Two environmental lawyers at ClientEarth have been included in this year’s list of most influential movers and shakers in London.
The full ‘Progress 1000’ hit-list was announced this evening at an event held at the Science Museum in the capital.
Both CEO James Thornton and air quality lawyer Alan Andrews were among those whom the Evening Standard’s panel of editors, critics and experts consider to be the most influential figures in London in 2016.
The tenth annual edition of the list celebrates “progress makers” – the people who are helping to shape the city for the future.
James Thornton said: “I’m immensely privileged to have been included in this year’s list along with Alan.
“It’s a recognition that air pollution and the environment has become a hot topic for Londoners. There is a public health crisis and ClientEarth is determined to play a key part in making London and other cities much cleaner places to live and breathe. That’s why we are returning to court next month.”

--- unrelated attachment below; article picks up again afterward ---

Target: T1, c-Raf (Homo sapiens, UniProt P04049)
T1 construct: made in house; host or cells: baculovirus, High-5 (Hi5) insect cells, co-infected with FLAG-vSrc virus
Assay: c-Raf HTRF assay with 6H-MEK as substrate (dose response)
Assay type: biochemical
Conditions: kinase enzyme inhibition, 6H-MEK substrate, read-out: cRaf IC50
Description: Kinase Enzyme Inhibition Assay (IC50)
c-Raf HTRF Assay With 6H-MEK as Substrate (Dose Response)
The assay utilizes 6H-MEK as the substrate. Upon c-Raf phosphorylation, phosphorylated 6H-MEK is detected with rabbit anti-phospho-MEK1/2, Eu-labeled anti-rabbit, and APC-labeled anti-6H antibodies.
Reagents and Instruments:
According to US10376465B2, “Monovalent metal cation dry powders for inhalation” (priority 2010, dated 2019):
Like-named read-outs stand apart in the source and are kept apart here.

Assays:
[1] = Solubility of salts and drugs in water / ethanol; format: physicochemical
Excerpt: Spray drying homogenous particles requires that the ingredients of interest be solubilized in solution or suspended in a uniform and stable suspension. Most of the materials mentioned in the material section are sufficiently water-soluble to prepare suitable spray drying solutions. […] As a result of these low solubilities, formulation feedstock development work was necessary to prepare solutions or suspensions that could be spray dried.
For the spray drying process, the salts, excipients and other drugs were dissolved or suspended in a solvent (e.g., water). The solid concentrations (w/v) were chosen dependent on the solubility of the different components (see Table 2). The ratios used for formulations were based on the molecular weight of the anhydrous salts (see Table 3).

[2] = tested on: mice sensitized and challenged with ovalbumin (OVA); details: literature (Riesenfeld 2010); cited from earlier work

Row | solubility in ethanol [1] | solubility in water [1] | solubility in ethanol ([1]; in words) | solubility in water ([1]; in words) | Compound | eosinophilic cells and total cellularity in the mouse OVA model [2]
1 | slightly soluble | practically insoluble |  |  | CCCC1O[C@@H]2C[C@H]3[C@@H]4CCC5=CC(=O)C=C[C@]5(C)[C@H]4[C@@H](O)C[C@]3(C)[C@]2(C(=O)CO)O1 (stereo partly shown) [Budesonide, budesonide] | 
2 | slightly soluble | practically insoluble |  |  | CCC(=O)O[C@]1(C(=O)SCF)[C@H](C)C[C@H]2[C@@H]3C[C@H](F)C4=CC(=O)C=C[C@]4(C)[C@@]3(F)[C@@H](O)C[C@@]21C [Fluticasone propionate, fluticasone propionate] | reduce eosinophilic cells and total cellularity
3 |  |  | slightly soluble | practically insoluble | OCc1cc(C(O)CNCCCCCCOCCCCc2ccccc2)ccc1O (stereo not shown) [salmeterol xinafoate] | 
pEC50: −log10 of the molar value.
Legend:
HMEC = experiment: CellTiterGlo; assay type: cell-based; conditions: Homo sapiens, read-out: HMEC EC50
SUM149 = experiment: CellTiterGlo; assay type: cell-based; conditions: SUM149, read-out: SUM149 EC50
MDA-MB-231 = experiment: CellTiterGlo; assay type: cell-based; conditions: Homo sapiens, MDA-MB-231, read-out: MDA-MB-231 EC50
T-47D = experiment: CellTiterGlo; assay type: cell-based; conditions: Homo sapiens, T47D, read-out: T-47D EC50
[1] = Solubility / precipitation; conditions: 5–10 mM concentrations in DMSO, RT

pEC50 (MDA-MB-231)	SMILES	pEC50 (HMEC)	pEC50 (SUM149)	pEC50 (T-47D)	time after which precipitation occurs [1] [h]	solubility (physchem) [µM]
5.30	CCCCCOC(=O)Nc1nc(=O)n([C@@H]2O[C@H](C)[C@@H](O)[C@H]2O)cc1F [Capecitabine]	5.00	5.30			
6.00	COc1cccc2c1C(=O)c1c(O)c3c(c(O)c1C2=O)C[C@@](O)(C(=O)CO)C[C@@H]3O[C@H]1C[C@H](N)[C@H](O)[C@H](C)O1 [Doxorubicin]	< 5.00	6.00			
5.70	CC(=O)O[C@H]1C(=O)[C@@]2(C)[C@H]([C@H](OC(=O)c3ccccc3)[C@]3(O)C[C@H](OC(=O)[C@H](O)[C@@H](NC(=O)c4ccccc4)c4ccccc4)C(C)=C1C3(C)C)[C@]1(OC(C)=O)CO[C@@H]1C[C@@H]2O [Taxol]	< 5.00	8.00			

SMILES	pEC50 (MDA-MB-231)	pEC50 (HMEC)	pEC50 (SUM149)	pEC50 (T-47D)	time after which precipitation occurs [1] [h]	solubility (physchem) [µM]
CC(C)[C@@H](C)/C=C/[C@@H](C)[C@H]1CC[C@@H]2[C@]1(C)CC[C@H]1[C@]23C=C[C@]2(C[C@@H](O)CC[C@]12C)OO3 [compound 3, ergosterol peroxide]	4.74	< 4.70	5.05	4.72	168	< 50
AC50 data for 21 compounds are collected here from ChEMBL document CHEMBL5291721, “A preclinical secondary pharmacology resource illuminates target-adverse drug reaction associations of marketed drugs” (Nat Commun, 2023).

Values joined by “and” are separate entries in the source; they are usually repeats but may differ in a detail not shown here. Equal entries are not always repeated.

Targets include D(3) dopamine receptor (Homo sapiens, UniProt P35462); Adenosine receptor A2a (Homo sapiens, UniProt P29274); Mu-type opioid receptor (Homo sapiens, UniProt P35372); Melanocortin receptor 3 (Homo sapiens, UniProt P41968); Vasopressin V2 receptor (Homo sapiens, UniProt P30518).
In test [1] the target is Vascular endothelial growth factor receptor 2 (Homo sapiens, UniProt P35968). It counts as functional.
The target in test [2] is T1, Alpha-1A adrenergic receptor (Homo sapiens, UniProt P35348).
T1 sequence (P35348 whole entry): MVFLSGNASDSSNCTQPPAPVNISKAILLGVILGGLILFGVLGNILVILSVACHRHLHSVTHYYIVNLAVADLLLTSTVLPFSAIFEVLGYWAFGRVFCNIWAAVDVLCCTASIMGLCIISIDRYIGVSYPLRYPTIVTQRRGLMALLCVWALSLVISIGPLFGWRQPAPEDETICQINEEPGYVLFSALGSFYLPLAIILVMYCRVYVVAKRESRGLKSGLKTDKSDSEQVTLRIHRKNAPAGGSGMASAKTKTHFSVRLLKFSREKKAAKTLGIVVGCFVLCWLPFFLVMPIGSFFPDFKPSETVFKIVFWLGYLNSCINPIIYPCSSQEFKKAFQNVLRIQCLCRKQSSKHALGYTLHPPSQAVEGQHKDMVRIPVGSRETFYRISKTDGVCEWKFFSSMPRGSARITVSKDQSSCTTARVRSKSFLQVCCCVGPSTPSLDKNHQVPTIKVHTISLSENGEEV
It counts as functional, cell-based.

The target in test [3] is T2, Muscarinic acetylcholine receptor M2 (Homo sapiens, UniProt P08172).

Unveiling the list, which put Sadiq Khan, London’s Mayor at number 1, Evening Standard editor Sarah Sands said: “We chose the word ‘progress’ carefully. That is what London’s influential people and businesses are achieving.”
Alan Andrews added: “I’m extremely honoured to be on this year’s list. The influence which we at ClientEarth are able to bring is in using the law to improve the lives of people living in London and elsewhere in the UK.
“While I congratulate the Mayor for being named the most influential person in London, he and the UK government need to do more to tackle illegal levels of pollution in the capital.”
In April 2015, ClientEarth won its five-year legal battle when the Supreme Court in London ordered the Secretary of State for Environment, Food and Rural Affairs to come up with plans that would bring air pollution in the UK within legal levels as soon as possible.
The city’s Mayor is joining, as an interested party, ClientEarth’s latest case against the UK government over the government’s failure to take adequate action.
The case centres on illegal levels (under EU law) of nitrogen dioxide (NO2) a harmful gas emitted mainly by diesel vehicles.
Named also on the list were Prince Charles as ‘Londoner of the Decade’ and former footballer David Beckham – UNICEF’s goodwill ambassador.